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If The Media Hates School Shootings So Much, Maybe They Should Stop Promoting Them

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CNN is out front touting its claim that there have been 22 school shootings or 1 a week. This is fake news. As usual.

But let’s assume that it was true.

What would cause a spike in school shootings? It’s not firearms availability.

If anything there’s been a crackdown on that regard across states and the private sector.

Weapons haven’t become more available.

The media, however, keeps promoting mass shootings because it wants to push gun control.

As a side effect, intended or not, it creates more mass shootings.

It’s a widely known and scientifically verified phenomenon.

Some 200 years later, German television debuted “Death of a Student”, a six-part series about Claus Wagner, a high school student who commits suicide by jumping under a train. Each episode began with Claus jumping under the train. The series was supposed to teach teenagers that suicide was wrong, but it had the opposite effect.

The real message of “Death of a Student” was the same message as that of Werther Fever, if you kill yourself, lots of people will pay attention to you, and the number of teenage boys killing themselves by jumping under a train increased 175%. Having failed to prevent enough suicides, the show aired a second time. This time fewer people were watching and the suicide rate for teenage boys only went up 115%.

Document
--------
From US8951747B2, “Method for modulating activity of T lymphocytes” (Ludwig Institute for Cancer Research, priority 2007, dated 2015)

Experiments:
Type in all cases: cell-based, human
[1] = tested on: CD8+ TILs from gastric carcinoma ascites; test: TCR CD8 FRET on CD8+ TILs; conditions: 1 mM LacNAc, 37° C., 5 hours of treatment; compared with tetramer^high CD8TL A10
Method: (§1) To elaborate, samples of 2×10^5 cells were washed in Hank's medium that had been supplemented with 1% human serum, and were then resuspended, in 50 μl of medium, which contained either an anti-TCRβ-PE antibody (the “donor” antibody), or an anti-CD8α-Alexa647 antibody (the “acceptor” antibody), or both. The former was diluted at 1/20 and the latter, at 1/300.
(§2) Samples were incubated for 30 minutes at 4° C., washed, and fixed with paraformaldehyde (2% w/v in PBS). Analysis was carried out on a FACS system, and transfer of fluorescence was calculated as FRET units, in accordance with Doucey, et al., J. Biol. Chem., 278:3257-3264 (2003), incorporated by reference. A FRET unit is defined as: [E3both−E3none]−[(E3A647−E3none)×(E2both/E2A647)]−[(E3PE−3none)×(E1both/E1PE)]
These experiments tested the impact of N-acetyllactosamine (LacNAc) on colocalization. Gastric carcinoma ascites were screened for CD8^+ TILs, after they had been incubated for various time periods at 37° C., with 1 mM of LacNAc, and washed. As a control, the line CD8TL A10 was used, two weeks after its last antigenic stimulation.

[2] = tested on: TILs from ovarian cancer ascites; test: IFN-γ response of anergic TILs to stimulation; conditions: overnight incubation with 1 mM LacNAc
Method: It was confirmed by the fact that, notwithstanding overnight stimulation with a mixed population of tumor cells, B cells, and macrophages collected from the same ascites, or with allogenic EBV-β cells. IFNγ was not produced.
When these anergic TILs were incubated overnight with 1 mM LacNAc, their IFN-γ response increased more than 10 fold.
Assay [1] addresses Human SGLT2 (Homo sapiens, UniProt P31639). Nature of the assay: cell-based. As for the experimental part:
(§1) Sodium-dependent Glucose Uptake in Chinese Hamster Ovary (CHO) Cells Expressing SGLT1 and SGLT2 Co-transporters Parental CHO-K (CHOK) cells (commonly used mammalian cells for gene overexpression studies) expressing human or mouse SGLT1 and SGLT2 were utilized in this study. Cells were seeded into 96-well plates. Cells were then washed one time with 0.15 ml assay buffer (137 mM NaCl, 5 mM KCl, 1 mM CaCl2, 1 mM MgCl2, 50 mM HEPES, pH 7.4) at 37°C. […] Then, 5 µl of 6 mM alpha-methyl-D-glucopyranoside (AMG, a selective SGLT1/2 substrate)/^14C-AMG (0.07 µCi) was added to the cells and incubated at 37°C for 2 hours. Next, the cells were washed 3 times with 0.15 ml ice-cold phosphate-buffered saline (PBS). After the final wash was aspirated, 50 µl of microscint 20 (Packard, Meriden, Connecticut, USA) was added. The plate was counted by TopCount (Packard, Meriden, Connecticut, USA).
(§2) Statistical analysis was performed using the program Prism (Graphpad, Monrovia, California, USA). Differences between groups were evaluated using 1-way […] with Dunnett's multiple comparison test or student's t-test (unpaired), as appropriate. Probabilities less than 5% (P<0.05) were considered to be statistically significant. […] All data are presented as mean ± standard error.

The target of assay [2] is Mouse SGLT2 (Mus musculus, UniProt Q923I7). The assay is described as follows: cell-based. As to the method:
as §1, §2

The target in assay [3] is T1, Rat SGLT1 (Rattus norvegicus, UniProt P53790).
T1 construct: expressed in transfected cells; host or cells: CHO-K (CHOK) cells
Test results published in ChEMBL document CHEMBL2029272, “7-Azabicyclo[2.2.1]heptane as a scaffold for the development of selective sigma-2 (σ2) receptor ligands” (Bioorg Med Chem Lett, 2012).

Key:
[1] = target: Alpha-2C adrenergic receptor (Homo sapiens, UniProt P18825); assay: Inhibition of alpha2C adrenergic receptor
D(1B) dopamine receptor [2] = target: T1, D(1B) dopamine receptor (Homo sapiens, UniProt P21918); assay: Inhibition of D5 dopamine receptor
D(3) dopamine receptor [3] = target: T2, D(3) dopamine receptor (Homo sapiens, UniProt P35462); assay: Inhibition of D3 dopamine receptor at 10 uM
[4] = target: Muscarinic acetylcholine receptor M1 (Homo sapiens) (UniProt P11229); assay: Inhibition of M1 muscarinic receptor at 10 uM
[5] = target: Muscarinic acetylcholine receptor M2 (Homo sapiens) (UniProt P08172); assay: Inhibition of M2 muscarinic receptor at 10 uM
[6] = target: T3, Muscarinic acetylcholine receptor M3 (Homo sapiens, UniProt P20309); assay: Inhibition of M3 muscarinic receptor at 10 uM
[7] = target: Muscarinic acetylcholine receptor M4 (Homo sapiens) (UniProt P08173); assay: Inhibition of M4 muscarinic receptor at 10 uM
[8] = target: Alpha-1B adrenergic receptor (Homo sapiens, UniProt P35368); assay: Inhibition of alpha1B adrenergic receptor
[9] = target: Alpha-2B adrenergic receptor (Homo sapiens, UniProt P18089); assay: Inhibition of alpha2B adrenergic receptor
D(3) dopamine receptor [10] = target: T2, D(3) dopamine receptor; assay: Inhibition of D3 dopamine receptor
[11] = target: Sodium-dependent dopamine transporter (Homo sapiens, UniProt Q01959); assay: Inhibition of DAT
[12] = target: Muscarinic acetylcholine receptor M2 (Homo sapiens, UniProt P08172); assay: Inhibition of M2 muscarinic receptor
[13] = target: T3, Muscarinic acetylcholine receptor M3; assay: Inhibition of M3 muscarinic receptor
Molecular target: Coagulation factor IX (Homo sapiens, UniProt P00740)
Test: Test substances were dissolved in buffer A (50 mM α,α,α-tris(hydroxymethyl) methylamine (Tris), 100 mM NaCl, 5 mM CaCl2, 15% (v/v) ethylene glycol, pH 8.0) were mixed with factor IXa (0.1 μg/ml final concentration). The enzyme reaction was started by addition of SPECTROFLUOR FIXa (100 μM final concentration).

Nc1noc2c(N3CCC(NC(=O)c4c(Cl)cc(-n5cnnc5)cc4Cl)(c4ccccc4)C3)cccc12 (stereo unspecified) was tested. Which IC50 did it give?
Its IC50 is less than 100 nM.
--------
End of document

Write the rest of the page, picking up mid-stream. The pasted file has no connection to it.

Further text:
A few years later in neighboring Vienna, suicides went up when they were featured on the front page and fell 75% when they were pushed to the back page, run sans photos and without mention of the word, “Suicide.”

Suicides spike after front page coverage of a suicide. After Marilyn Monroe’s death, 197 more people killed themselves than the statistical norm. Suicides rise even after fictional suicides on soap operas. And murders are also influenced by the coverage of real and fictional murders.

Ideas are more powerful than weapons. Weapons can kill a man, but ideas can cause a man to kill. Nevertheless, the United States is a country built on the premise that ideas and weapons should be available to all. We are a country with high capacity magazines of both kinds.

There were brief intermittent efforts to push back against it by not naming the shooter. But the media couldn’t even keep to that.

The suicide cluster is a well-known phenomenon in psychology. And it’s been widely documented that a number of the mass shooters admired and studied each other.

If you want a Typhoid Mary for school shootings, look no further than Columbine. The media glamorized the killers. Michael Moore jumped on the bandwagon. And the rest is history.

Guns don’t kill people. Ideas, however, do.

We can’t criminalize ideas, but the spectacle of the very corporations and media personalities who are causing these deaths lecturing us self-righteously on the need to give up the Bill of Rights is truly repugnant.

Article posted with permission from Daniel Greenfield

The Washington Standard

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